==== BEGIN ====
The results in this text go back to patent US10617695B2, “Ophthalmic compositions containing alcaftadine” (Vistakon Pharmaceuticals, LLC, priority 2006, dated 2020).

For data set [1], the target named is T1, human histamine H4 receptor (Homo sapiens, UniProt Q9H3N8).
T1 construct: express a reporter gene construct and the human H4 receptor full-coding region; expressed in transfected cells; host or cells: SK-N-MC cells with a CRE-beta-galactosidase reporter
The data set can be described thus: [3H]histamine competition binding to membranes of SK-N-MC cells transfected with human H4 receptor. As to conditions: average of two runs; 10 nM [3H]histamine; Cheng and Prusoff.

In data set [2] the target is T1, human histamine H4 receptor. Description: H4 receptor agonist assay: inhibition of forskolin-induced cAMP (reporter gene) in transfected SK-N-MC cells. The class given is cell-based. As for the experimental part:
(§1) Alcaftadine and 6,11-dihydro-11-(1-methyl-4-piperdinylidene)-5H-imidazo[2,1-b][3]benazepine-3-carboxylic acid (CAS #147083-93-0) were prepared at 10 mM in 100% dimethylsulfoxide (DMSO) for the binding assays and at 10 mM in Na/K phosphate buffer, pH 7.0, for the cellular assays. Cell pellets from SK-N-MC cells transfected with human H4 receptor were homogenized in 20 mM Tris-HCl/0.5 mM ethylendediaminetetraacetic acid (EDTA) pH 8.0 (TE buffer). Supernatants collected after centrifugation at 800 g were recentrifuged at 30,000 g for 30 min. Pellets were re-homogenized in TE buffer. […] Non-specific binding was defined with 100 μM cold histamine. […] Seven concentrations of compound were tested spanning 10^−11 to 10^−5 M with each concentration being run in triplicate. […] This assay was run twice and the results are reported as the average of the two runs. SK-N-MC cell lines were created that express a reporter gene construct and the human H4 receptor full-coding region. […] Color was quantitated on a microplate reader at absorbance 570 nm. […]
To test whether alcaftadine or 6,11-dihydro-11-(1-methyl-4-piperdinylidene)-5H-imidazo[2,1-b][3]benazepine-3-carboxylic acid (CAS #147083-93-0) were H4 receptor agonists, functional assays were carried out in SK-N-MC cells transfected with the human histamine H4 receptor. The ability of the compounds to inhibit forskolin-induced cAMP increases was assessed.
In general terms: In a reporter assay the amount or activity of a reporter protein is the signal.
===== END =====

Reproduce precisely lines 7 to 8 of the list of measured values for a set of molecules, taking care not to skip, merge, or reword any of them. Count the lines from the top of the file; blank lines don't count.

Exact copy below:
To test whether alcaftadine or 6,11-dihydro-11-(1-methyl-4-piperdinylidene)-5H-imidazo[2,1-b][3]benazepine-3-carboxylic acid (CAS #147083-93-0) were H4 receptor agonists, functional assays were carried out in SK-N-MC cells transfected with the human histamine H4 receptor. The ability of the compounds to inhibit forskolin-induced cAMP increases was assessed.
In general terms: In a reporter assay the amount or activity of a reporter protein is the signal.